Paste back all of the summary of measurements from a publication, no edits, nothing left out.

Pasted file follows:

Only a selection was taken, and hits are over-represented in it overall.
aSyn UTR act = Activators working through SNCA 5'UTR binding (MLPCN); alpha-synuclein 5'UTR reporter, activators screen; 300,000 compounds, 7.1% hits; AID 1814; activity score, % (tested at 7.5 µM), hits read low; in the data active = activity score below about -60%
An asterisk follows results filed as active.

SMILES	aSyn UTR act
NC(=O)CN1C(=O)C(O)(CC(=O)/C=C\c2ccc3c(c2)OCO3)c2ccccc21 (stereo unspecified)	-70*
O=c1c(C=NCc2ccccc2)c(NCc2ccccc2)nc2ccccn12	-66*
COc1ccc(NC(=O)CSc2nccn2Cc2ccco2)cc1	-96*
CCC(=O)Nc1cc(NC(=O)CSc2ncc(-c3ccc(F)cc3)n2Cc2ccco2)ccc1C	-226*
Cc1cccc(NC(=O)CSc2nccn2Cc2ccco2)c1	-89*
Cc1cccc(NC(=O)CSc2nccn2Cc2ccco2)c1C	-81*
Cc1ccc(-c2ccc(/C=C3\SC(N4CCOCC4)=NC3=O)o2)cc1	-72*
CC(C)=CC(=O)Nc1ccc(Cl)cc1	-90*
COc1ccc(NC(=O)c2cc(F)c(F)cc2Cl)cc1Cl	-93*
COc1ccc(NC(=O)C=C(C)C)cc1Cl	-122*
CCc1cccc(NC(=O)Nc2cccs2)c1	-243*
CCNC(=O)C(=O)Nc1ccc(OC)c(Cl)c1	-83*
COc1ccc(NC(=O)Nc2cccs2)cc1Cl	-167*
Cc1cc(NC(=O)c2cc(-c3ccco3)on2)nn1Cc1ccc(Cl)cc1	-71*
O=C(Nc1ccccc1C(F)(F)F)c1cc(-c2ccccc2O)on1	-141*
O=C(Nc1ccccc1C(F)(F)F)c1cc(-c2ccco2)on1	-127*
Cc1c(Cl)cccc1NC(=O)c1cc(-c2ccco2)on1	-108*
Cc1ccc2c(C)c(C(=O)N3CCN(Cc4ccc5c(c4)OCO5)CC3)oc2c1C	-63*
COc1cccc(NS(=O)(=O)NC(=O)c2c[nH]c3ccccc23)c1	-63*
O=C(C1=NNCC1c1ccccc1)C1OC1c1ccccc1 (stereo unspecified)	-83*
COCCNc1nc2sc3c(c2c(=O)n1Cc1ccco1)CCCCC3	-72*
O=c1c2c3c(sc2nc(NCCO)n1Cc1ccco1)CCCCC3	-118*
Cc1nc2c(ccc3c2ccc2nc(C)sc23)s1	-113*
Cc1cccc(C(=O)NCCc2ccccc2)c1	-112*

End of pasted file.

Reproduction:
Only a selection was taken, and hits are over-represented in it overall.
aSyn UTR act = Activators working through SNCA 5'UTR binding (MLPCN); alpha-synuclein 5'UTR reporter, activators screen; 300,000 compounds, 7.1% hits; AID 1814; activity score, % (tested at 7.5 µM), hits read low; in the data active = activity score below about -60%
An asterisk follows results filed as active.

SMILES	aSyn UTR act
NC(=O)CN1C(=O)C(O)(CC(=O)/C=C\c2ccc3c(c2)OCO3)c2ccccc21 (stereo unspecified)	-70*
O=c1c(C=NCc2ccccc2)c(NCc2ccccc2)nc2ccccn12	-66*
COc1ccc(NC(=O)CSc2nccn2Cc2ccco2)cc1	-96*
CCC(=O)Nc1cc(NC(=O)CSc2ncc(-c3ccc(F)cc3)n2Cc2ccco2)ccc1C	-226*
Cc1cccc(NC(=O)CSc2nccn2Cc2ccco2)c1	-89*
Cc1cccc(NC(=O)CSc2nccn2Cc2ccco2)c1C	-81*
Cc1ccc(-c2ccc(/C=C3\SC(N4CCOCC4)=NC3=O)o2)cc1	-72*
CC(C)=CC(=O)Nc1ccc(Cl)cc1	-90*
COc1ccc(NC(=O)c2cc(F)c(F)cc2Cl)cc1Cl	-93*
COc1ccc(NC(=O)C=C(C)C)cc1Cl	-122*
CCc1cccc(NC(=O)Nc2cccs2)c1	-243*
CCNC(=O)C(=O)Nc1ccc(OC)c(Cl)c1	-83*
COc1ccc(NC(=O)Nc2cccs2)cc1Cl	-167*
Cc1cc(NC(=O)c2cc(-c3ccco3)on2)nn1Cc1ccc(Cl)cc1	-71*
O=C(Nc1ccccc1C(F)(F)F)c1cc(-c2ccccc2O)on1	-141*
O=C(Nc1ccccc1C(F)(F)F)c1cc(-c2ccco2)on1	-127*
Cc1c(Cl)cccc1NC(=O)c1cc(-c2ccco2)on1	-108*
Cc1ccc2c(C)c(C(=O)N3CCN(Cc4ccc5c(c4)OCO5)CC3)oc2c1C	-63*
COc1cccc(NS(=O)(=O)NC(=O)c2c[nH]c3ccccc23)c1	-63*
O=C(C1=NNCC1c1ccccc1)C1OC1c1ccccc1 (stereo unspecified)	-83*
COCCNc1nc2sc3c(c2c(=O)n1Cc1ccco1)CCCCC3	-72*
O=c1c2c3c(sc2nc(NCCO)n1Cc1ccco1)CCCCC3	-118*
Cc1nc2c(ccc3c2ccc2nc(C)sc23)s1	-113*
Cc1cccc(C(=O)NCCc2ccccc2)c1	-112*